Football / World Cup Semi-Final USA '94: Romario gives Brazil their final reward: Two former champions advance to a 1970 encore as Sweden and Bulgaria fall short of their best form

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BRAZIL went forward to face Italy in a repeat of the 1970 World Cup final after being frustrated for 80 minutes here last night.

It was as much Brazil's failure to capitalise on technical superiority as Sweden's dogged defence that raised the possibility of extra time and a penalty shoot-out. But with 10 minutes left Romario got his head to a long centre from Jorghino and at last Brazil had broken through.

The discrepancy in class was so clear that Sweden did well to hang on for the opening 45 minutes when their defence, despite playing solidly, was frequently penetrated by Brazil's imaginative attacks.

In reply, Sweden could offer little more than speculative centres and attempts to get behind Brazil's defence with long passes from midfield that presented no problems for Aldair and Marcio Santos. Their anticipation had been a feature of Brazil's work in the tournament, and apart from one cross that flew through the goalmouth there was nothing to give Taffarel in Brazil's goal any serious anxiety.

His opposite number, Thomas Ravelli, had quite a different experience. In Brazil's first attack Romario tried his luck from 35 yards, the shot so startling Ravelli that he made the extraordinary decision to punch it away with both fists from in front of his face.

When Brazil were awarded a free-kick from all of 30 yards, Branco's reputation persuaded Sweden to put in a three-man defensive wall but Branco still managed to get it on target, forcing Ravelli to dive smartly in pursuit of a shot that was heading inside his left-hand post.

The interchanging of Bebeto and Romario was always a problem for Sweden's defenders, and of course Romario's talent for squirming through with the ball was very much in their minds. He almost got through only to be smothered inside the penalty area, and with almost 15 minutes played Sweden had not launched one real threatening assault. They put this right when Tomas Brolin, the only member of their team who could think about matching Brazil's technique, sent Hakan Mild away but his long shot was easily picked off by Taffarel.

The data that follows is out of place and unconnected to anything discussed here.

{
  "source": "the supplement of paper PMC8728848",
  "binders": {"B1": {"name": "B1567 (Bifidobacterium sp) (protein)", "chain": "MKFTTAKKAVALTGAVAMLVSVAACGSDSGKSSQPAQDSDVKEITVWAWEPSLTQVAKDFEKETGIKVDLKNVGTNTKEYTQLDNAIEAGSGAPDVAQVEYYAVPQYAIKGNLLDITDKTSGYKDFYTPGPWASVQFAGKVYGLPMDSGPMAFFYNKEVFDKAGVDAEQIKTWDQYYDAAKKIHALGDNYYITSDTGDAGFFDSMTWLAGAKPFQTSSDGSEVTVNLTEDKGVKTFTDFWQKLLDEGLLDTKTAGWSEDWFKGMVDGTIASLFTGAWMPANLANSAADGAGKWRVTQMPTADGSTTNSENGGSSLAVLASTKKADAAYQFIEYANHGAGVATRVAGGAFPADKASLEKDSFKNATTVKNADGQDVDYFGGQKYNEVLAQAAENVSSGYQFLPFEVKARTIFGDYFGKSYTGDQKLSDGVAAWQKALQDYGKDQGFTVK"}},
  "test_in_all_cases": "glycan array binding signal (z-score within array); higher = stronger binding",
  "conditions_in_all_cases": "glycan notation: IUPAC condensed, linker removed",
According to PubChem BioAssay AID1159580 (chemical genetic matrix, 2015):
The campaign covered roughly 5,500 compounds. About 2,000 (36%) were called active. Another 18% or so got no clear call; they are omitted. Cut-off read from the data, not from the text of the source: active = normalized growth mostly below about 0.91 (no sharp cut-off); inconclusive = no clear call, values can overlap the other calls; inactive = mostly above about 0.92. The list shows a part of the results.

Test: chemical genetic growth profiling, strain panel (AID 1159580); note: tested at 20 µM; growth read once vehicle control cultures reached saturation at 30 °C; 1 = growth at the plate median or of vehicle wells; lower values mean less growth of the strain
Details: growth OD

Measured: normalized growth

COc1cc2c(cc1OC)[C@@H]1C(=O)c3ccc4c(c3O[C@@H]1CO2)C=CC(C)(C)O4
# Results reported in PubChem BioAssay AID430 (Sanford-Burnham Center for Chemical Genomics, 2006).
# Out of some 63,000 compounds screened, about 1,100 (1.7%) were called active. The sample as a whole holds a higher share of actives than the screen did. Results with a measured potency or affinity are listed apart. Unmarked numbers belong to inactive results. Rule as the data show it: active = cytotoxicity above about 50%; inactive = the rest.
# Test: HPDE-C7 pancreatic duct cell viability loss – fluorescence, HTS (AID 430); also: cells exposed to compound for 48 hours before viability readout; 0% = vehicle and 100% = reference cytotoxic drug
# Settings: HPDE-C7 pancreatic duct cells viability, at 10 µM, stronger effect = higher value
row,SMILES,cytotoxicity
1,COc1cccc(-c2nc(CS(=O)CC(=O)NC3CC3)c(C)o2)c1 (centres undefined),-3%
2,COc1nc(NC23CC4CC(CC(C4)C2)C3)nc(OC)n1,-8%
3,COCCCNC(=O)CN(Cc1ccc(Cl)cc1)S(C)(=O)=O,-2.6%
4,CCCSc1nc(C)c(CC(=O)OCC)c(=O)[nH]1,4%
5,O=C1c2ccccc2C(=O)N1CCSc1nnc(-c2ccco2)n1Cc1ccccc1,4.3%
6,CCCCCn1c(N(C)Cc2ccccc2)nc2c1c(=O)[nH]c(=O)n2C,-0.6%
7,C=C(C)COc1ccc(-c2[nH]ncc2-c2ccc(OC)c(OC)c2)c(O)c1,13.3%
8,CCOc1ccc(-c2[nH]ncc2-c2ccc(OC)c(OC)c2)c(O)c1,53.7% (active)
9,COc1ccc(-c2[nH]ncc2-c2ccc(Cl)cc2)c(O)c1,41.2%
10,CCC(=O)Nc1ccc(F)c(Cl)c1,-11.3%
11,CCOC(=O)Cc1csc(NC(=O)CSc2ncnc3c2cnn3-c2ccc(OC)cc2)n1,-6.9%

Brazil increased the volume of their attacks but a tendency to over-elaborate enabled Sweden to continue their resistance on level terms. Zinho was put through by Bebeto but he shot wide, much to his own disgust, and a centre from Mazinho had Sweden's defence in a mess, the ball skipping clear off Romario's head.

Having survived Brazil's early assaults, Sweden grew a little in confidence but should have fallen behind in the 26th minute when Branco cleverly engineered an opening for Romario. But with Sweden's defence in total disarray, he tried to place his shot too carefully and Patrick Andersson scrambled the ball off the line. Even then Brazil should have scored from the move but Mazinho, following up, drove into the side-netting.

It was almost entirely Brazil against Sweden's defence, coming with wave after wave of attacks and yet failing to fully emphasise their superiority. Romario got away again, swerving left and again he shot wide.

A superb pass curled with the outside of his right foot by Dunga set Brazil going again but now Bebeto wasted the chance.

A snap shot from Mazinho almost caught Ravelli napping and yet at half-time Sweden were still hanging on, desperately, but coming out of it with a great deal of credit for their dogged resistance.

One of Brazil's few disappointments in the tournament had been the form of Rai, their elegant midfielder, who lost his place in the team to Mazinho. But he re-appeared, taking over from Mazinho at the start of the second half.

Worryingly for Brazil they were no longer creating chances, although they nearly went ahead when Dunga's dipping long shot brought a spectacular save out of Ravelli, who tipped the ball over one-handed. Dahlin broke away to cause Brazil a brief moment of anxiety and at that stage they seemed to have lost a little confidence in attack, frustrated by their failure to capitalise on territorial and technical superiority.

Sweden suffered a serious blow in the 63rd minute when Jonas Thern was sent off for a foul on Dunga. The Swedish captain appeared to take the decision philosophically, shaking hands with Dunga before strolling from the field and out of the tournament.

Brazil squandered yet another opportunity when Zinho, following up a shot from Romario that Ravelli parried but could not hold, shot wide.

SWEDEN (4-4-2): Ravelli (IFK Gothenburg); R Nilsson (Helsingborg), P Andersson (Borussia Monchengladbach), Bjorklund (IFK Gothenburg), Ljung (Galatasaray); Ingesson (PSV Eindhoven), Mild (Servette), Thern (Napoli), Brolin (Parma); Dahlin (Borussia Monchengladbach), K Andersson (Lille). Substitute: Rehn (IFK Gothenburg) for Dahlin, 67.

BRAZIL (4-4-2): Taffarel (Reggiana); Jorginho (Bayern Munich), Aldair (Roma), Marcio Santos (Bordeaux), Branco (Fluminense); Dunga (VfB Stuttgart), Mauro Silva (Deportivo La Coruna), Mazinho, Zinho (both Palmeiras); Bebeto (Deportivo La Coruna), Romario (Barcelona). Substitute: Rai (Paris St-Germain) for Mazinho, h-t.

Referee: J Torres Cadena (Colombia).

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